Telcos have also been pretty slow when it comes to providing updates for Android resulting in fragmentation.

In a statement, the GSMA said that the majority of operators were on board. The plan is to finalise the technical architecture that will be used in the development of an end-to-end remote SIM solution for consumer devices, with delivery anticipated by 2016.

It will be a year after that before any products hit the shelves.

MacKeeper might have pay for aggressive distribution

Bank-imageSecurity software maker MacKeeper might have to pay more than $2 million for the crime of exaggerating security problems on Apple macs.

While Apple has marketed itself with the improbable claim that it was super secure, MacKeeper made a killing telling Apple fanboys otherwise.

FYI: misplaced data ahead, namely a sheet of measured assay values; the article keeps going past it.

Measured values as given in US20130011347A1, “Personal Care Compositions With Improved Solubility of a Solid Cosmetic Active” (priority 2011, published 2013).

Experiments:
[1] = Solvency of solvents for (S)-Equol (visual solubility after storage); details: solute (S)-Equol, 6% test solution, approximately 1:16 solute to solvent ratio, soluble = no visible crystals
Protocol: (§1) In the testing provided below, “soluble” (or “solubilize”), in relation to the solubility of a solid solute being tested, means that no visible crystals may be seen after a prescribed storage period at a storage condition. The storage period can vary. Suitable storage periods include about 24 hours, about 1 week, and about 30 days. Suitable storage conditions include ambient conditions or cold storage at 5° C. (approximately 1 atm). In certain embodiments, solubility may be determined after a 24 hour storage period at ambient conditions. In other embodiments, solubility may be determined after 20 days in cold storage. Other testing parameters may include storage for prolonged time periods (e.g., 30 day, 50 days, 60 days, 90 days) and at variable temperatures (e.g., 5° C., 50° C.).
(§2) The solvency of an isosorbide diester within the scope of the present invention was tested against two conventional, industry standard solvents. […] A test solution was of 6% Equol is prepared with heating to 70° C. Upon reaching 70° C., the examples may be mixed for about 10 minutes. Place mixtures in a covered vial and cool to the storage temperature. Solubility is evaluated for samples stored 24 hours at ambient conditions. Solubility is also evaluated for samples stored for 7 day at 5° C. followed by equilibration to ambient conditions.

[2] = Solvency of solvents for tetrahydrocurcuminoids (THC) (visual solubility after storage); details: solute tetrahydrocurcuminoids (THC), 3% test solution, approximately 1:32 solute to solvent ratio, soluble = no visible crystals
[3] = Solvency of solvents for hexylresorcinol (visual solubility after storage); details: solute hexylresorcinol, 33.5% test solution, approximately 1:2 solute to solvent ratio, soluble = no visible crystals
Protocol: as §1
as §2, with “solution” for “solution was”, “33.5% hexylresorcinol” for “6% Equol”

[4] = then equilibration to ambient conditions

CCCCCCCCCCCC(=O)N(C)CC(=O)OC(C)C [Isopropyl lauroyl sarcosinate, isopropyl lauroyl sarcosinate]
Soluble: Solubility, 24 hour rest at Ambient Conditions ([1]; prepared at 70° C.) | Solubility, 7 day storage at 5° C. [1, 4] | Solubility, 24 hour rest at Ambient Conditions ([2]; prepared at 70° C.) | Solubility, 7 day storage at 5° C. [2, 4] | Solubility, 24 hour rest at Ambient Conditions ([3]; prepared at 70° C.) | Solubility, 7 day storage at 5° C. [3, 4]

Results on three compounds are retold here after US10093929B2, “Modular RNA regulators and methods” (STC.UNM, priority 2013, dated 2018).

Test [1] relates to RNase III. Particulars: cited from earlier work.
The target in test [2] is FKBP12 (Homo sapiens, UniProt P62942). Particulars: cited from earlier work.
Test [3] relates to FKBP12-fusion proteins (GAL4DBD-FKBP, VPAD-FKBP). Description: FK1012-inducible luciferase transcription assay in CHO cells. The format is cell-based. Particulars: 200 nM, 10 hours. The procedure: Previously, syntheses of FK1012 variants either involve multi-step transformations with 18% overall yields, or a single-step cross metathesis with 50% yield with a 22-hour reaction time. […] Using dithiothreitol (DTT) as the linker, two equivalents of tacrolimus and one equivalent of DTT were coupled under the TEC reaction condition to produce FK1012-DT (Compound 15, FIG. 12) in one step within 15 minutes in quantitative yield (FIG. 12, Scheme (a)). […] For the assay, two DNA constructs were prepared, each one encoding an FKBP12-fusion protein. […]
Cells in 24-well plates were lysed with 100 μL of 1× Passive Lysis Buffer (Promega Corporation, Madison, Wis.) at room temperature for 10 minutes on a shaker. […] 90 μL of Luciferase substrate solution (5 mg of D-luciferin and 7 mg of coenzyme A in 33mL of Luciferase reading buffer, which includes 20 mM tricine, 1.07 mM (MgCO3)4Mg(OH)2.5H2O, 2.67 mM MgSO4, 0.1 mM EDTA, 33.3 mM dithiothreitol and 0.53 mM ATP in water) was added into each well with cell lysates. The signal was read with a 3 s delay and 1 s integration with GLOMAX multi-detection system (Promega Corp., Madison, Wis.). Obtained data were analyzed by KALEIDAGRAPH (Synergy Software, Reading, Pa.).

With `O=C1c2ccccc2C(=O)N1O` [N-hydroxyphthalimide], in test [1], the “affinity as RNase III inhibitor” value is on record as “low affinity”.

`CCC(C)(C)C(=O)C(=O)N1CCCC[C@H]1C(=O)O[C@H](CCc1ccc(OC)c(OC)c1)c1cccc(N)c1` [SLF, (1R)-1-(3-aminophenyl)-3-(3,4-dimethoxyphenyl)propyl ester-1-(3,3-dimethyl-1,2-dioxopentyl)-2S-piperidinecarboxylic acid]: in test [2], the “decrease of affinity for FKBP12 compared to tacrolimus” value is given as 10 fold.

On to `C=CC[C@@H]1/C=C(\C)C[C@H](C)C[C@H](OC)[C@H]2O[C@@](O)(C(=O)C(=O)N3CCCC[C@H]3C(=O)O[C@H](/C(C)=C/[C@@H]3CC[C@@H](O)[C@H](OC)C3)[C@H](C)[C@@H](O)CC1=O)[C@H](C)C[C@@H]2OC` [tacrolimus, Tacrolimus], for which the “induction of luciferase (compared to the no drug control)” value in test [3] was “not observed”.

Released in 2010, MacKeeper has been dogged by accusations that it exaggerates security threats in order to convince customers to buy.

The program was originally created by a company called ZeoBIT in Kiev, Ukraine.

The class-action suit, filed in May 2014 on behalf of Pennsylvania resident Holly Yencha, contends that MacKeeper falsely flagged security and performance problems in order to coax consumers into paying $39.95 for the full version. The suit sought $5 million in damages.

According to IT World the case is close to being settled. Under the settlement terms, ZeoBIT would put $2 million into a fund for those who want a refund, but admit no fault.